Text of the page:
• Tue
  • Dec 23, 2014
  • Updated: 5:37am
Lai See
PUBLISHED : Wednesday, 18 December, 2013, 6:04am
UPDATED : Wednesday, 18 December, 2013, 5:28pm

RMJM hit with winding up order for non-payment of salary

BIO

Howard Winn has been with the South China Morning Post for two and half years after previous stints as business editor and deputy editor of The Standard, and business editor of Asia Times. His writing has also been published in the Far Eastern Economic Review, the Wall Street Journal, and the International Herald Tribune. He writes the Lai See column which focuses on the lighter side of business.
 

The Hong Kong operation of troubled architectural firm RMJM, once one of the world's largest practices, has been issued with a winding up petition by a former employee who is claiming almost HK$335,000 in unpaid pay.

The petition was filed last month in the Court of First Instance by former marketing director Liliana Silva who left the company in August after working for the company for 11 months. The petition says that RMJM breached a Labour Tribunal agreement to pay Silva HK$334,986.18 in three monthly instalments. The company paid her nothing.

Having missed the first payment, this triggered a condition of the Labour Tribunal agreement which said it should pay the entire amount. RMJM has failed to meet this condition and the petition claims because RMJM is unable to pay it should be wound up. A court hearing has been scheduled for January 22. Silva told Lai See that once it had been gazetted she expected five of her former colleagues to join the petition.

She said that she had been contacted by the company in late November saying RMJM would try to pay her before the January court hearing, but she has heard nothing further. A number of former employees have not been paid by RMJM despite successful Labour Tribunal cases.

In its glory days RMJM was responsible for a string of high-profile designs including the New Scottish Parliament Building, the National Convention Centre, Beijing, Huawei's Research and Development Park, Nanjing, and The Gate of the Orient, Suzhou. Trouble at RMJM's Hong Kong operations began to surface in 2010 and culminated in early 2011 when the firm's then principal architect, Catherine Siu, was suspended and subsequently left the company, after firing off an e-mail highly critical of the way the company was run, to the company's chief executive Peter Morrison and circulating it to all staff. She accused Morrison of "stripping out all the cash" from the Hong Kong office, making it difficult to pay staff and creditors.

RMJM's operations over the past few years have been punctuated by claims for unpaid wages, demands from creditors and the departures of leading designers. The Hong Kong office, once a buoyant practice has been reduced to a staff of 15. Nobody answered the company's listed phone number and managing director for Asia, Nick Haston, did not respond to Lai See's e-mail or phone call.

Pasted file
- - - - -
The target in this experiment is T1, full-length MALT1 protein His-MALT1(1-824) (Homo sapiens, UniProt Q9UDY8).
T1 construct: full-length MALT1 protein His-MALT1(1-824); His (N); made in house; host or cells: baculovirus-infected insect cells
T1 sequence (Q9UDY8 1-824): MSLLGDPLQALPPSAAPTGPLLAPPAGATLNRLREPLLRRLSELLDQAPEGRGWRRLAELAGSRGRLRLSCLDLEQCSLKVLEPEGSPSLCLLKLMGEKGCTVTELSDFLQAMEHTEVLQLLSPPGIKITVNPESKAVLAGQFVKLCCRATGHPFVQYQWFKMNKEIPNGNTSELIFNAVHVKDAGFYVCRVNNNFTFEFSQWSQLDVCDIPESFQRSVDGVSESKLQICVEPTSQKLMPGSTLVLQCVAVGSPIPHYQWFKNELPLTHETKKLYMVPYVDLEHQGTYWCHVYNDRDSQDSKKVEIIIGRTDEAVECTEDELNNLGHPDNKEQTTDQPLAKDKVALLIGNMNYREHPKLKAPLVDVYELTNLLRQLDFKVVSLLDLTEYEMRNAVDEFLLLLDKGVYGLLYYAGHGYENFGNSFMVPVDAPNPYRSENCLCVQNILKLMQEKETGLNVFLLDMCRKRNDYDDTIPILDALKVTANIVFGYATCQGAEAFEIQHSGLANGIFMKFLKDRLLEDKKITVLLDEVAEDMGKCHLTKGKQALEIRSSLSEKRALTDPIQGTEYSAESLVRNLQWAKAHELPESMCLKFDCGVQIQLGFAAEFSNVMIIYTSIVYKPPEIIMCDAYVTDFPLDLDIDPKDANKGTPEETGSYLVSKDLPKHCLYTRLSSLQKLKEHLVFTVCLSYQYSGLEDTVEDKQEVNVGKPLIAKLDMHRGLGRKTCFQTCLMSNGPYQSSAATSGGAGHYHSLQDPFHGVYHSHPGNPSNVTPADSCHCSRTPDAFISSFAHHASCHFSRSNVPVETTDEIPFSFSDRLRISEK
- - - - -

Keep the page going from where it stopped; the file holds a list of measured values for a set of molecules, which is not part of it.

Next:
Wu findings due soon

We understand that the long wait for the disciplinary tribunal of the Hong Kong Institute of Certified Public Accountants (HKICPA) to produce its findings on former Hospital Authority chairman Anthony Wu may shortly be over. The tribunal is likely to complete its report before Christmas and the HKICPA, which has been fretting over the length of time to produce the report, is likely to publish it soon afterwards. In addition to Wu, the other defendants are Ernst & Young, of which Wu was chairman until December 2005, and Catherine Yen Ka-shun, another senior figure at the accounting firm.

The complaint relates to the collapse of the investment firm New China Hong Kong in 1999. Wu was the financial adviser to the company and Ernst & Young was the auditor. This is by far the HKICPA's longest-running case and dates back to December 2009. It has exposed a number of shortcomings in the HKICPA procedures and the authorities would be well advised to reconsider them. In particular the issue of whether to have a paid or unpaid disciplinary tribunal should be looked at. The reason why the disciplinary proceedings have taken so long is because, we believe, it has been done on an unpaid basis without secretarial support.

 

Choir Aid raises HK$200,000

Taking a leaf out of the legendary Live Aid concerts held in 1985 to raise money for famine relief in Africa, seven Hong Kong choirs got together to stage a mass Christmas Concert in St John's Cathedral last Sunday to raise funds for the victims of Typhoon Haiyan that devastated parts of the Philippines last month. The initiative, led by the Welsh Male Voice Choir, also included the Kassia Choirs, Il Coro, The Cecilian Singers, Celtic Connection, the Grace Notes, and a choir from the local Diocesan Pastoral Centre for Filipinos. The event, with some 200 singers, raised HK$200,000 for The Hong Kong Red Cross South East Asian Relief Fund.

 

Have you got any stories that Lai See should know about? E-mail them to howard.winn@scmp.com

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